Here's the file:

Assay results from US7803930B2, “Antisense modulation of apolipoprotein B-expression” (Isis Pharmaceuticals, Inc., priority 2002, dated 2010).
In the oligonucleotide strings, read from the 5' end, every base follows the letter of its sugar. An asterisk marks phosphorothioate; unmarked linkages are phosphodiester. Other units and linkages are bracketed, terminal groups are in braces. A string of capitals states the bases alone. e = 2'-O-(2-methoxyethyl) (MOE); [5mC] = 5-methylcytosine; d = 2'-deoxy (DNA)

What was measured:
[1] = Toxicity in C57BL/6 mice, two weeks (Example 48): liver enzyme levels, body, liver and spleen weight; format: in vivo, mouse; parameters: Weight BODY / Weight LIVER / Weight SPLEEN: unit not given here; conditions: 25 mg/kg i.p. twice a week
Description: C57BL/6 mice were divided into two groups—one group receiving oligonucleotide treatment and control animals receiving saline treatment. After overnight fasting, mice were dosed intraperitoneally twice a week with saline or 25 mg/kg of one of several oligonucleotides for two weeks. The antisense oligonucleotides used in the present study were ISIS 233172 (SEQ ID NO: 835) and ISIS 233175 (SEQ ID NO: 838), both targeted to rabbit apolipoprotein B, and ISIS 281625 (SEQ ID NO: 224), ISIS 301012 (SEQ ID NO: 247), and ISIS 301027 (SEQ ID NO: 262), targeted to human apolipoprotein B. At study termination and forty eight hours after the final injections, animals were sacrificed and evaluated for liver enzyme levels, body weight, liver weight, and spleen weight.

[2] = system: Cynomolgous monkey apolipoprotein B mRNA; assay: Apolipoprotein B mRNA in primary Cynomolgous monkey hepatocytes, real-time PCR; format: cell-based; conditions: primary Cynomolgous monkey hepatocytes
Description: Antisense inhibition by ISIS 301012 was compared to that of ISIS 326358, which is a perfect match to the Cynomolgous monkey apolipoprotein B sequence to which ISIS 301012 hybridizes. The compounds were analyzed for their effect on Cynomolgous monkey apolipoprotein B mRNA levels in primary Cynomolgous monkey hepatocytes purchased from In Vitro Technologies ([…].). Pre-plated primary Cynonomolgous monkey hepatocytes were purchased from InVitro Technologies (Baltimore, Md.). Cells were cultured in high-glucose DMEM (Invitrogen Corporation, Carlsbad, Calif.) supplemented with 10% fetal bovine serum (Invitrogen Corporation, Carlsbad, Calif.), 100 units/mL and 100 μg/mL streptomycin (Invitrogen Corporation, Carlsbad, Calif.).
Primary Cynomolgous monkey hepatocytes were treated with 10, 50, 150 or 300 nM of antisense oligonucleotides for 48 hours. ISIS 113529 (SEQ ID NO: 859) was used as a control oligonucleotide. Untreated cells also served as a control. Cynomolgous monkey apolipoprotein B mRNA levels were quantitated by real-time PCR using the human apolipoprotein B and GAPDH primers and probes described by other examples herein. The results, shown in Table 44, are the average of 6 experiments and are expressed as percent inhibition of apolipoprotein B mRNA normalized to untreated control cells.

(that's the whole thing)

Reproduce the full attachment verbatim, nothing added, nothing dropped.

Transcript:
Assay results from US7803930B2, “Antisense modulation of apolipoprotein B-expression” (Isis Pharmaceuticals, Inc., priority 2002, dated 2010).
In the oligonucleotide strings, read from the 5' end, every base follows the letter of its sugar. An asterisk marks phosphorothioate; unmarked linkages are phosphodiester. Other units and linkages are bracketed, terminal groups are in braces. A string of capitals states the bases alone. e = 2'-O-(2-methoxyethyl) (MOE); [5mC] = 5-methylcytosine; d = 2'-deoxy (DNA)

What was measured:
[1] = Toxicity in C57BL/6 mice, two weeks (Example 48): liver enzyme levels, body, liver and spleen weight; format: in vivo, mouse; parameters: Weight BODY / Weight LIVER / Weight SPLEEN: unit not given here; conditions: 25 mg/kg i.p. twice a week
Description: C57BL/6 mice were divided into two groups—one group receiving oligonucleotide treatment and control animals receiving saline treatment. After overnight fasting, mice were dosed intraperitoneally twice a week with saline or 25 mg/kg of one of several oligonucleotides for two weeks. The antisense oligonucleotides used in the present study were ISIS 233172 (SEQ ID NO: 835) and ISIS 233175 (SEQ ID NO: 838), both targeted to rabbit apolipoprotein B, and ISIS 281625 (SEQ ID NO: 224), ISIS 301012 (SEQ ID NO: 247), and ISIS 301027 (SEQ ID NO: 262), targeted to human apolipoprotein B. At study termination and forty eight hours after the final injections, animals were sacrificed and evaluated for liver enzyme levels, body weight, liver weight, and spleen weight.

[2] = system: Cynomolgous monkey apolipoprotein B mRNA; assay: Apolipoprotein B mRNA in primary Cynomolgous monkey hepatocytes, real-time PCR; format: cell-based; conditions: primary Cynomolgous monkey hepatocytes
Description: Antisense inhibition by ISIS 301012 was compared to that of ISIS 326358, which is a perfect match to the Cynomolgous monkey apolipoprotein B sequence to which ISIS 301012 hybridizes. The compounds were analyzed for their effect on Cynomolgous monkey apolipoprotein B mRNA levels in primary Cynomolgous monkey hepatocytes purchased from In Vitro Technologies ([…].). Pre-plated primary Cynonomolgous monkey hepatocytes were purchased from InVitro Technologies (Baltimore, Md.). Cells were cultured in high-glucose DMEM (Invitrogen Corporation, Carlsbad, Calif.) supplemented with 10% fetal bovine serum (Invitrogen Corporation, Carlsbad, Calif.), 100 units/mL and 100 μg/mL streptomycin (Invitrogen Corporation, Carlsbad, Calif.).
Primary Cynomolgous monkey hepatocytes were treated with 10, 50, 150 or 300 nM of antisense oligonucleotides for 48 hours. ISIS 113529 (SEQ ID NO: 859) was used as a control oligonucleotide. Untreated cells also served as a control. Cynomolgous monkey apolipoprotein B mRNA levels were quantitated by real-time PCR using the human apolipoprotein B and GAPDH primers and probes described by other examples herein. The results, shown in Table 44, are the average of 6 experiments and are expressed as percent inhibition of apolipoprotein B mRNA normalized to untreated control cells.